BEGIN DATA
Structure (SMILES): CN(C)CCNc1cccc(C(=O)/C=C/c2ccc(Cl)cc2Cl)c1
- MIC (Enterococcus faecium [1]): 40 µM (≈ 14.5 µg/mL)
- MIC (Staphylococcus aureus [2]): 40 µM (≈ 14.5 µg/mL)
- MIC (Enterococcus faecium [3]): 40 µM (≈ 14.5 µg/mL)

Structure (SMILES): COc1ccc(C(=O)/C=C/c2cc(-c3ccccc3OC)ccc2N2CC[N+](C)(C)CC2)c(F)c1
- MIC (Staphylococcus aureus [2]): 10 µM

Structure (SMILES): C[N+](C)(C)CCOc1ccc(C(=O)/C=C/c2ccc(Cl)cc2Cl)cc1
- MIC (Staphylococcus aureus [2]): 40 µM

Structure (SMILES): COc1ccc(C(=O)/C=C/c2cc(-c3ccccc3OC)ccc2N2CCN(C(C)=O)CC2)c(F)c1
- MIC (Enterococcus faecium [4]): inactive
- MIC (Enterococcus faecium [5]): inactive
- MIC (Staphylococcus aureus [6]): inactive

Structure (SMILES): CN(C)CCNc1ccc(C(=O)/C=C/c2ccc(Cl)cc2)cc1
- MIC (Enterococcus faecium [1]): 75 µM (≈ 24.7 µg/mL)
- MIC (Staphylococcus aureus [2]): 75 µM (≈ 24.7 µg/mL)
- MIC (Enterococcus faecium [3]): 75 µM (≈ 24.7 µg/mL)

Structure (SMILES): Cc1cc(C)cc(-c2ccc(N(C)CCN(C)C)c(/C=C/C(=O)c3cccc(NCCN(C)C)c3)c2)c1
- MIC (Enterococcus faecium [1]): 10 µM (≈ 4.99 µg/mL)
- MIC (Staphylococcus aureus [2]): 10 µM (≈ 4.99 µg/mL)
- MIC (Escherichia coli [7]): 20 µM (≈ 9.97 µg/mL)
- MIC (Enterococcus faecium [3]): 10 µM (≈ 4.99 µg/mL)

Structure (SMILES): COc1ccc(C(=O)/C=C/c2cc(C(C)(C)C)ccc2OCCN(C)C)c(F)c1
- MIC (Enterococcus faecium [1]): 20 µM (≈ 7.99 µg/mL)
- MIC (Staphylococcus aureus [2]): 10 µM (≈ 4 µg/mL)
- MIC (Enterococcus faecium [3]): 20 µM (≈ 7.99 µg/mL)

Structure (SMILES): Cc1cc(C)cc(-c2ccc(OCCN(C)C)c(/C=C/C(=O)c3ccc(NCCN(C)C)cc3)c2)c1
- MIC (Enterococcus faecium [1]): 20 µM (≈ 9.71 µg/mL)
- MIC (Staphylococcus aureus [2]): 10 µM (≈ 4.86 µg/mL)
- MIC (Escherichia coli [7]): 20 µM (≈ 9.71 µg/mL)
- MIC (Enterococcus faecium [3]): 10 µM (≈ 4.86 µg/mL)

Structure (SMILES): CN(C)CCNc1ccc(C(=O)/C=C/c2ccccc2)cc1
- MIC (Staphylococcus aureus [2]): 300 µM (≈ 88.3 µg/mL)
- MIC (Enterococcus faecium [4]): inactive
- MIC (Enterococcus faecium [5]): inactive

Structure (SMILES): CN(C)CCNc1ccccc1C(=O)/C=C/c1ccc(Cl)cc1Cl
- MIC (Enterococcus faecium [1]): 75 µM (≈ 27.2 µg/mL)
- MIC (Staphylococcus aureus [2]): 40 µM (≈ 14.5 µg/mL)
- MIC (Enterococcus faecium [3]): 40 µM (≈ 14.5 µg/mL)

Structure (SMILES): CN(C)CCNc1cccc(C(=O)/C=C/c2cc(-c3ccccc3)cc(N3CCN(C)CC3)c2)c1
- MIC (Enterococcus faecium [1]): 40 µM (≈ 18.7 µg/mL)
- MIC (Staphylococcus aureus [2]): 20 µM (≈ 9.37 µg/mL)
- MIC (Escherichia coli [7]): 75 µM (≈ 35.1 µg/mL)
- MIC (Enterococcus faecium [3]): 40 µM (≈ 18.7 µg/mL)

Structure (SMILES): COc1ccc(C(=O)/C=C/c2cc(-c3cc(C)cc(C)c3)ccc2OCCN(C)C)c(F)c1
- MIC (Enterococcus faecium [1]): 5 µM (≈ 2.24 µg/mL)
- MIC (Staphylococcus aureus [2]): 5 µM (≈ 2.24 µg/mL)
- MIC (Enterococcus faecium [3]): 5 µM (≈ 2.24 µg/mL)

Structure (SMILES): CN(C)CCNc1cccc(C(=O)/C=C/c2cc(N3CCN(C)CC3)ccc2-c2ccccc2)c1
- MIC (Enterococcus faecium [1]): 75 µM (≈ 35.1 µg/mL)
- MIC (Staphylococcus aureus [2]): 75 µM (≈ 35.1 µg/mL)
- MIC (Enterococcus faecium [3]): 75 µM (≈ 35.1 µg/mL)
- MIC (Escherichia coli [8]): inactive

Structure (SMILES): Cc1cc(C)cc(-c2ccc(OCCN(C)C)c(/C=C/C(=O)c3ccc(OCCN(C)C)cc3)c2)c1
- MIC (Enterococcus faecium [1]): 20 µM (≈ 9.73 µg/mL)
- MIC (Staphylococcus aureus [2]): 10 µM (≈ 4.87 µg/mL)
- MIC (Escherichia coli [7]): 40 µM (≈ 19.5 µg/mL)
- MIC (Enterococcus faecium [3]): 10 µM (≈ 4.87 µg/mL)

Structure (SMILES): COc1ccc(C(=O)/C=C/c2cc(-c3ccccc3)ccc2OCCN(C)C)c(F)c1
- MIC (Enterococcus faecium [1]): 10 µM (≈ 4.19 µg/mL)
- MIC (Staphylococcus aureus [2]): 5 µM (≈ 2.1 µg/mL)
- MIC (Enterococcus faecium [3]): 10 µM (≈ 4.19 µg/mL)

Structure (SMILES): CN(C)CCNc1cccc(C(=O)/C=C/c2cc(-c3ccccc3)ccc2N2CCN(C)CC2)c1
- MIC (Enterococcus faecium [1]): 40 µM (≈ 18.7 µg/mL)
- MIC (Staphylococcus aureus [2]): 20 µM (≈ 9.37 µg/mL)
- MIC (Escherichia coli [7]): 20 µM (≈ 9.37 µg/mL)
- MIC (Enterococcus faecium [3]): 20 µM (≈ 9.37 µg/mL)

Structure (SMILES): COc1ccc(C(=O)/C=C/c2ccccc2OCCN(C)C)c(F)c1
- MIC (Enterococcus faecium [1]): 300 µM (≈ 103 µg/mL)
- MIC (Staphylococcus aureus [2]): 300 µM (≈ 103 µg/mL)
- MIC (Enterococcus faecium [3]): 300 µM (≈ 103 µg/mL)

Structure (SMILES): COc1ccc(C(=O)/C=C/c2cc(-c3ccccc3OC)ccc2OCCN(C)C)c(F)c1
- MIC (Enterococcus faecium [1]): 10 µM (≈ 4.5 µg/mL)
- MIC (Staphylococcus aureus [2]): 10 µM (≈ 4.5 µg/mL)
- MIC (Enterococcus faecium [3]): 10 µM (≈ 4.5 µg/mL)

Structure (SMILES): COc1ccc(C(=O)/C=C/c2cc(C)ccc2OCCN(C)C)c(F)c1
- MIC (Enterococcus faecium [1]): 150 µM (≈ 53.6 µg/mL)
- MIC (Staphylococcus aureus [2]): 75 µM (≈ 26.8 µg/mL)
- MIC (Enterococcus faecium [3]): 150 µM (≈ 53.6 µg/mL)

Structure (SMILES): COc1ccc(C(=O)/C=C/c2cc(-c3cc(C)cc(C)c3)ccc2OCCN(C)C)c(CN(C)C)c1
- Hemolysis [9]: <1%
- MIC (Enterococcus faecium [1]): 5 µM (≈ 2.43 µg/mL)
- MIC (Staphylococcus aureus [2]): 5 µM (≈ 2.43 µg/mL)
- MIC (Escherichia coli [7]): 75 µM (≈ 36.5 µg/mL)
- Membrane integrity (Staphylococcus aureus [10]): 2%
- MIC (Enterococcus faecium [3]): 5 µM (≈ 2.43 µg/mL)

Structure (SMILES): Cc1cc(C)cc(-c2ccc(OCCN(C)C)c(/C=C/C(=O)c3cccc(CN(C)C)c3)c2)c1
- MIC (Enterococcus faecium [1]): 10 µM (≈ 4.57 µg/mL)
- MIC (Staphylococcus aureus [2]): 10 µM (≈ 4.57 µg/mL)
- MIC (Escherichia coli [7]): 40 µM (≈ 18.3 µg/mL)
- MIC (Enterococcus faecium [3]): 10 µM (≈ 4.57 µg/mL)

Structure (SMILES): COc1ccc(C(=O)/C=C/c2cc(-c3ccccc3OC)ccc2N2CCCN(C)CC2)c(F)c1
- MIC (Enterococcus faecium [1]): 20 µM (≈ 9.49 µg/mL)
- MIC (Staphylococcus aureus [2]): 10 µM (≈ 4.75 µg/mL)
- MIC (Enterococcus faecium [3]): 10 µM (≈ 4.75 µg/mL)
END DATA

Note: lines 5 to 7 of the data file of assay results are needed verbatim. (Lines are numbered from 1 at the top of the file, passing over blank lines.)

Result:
Structure (SMILES): COc1ccc(C(=O)/C=C/c2cc(-c3ccccc3OC)ccc2N2CC[N+](C)(C)CC2)c(F)c1
- MIC (Staphylococcus aureus [2]): 10 µM

Structure (SMILES): C[N+](C)(C)CCOc1ccc(C(=O)/C=C/c2ccc(Cl)cc2Cl)cc1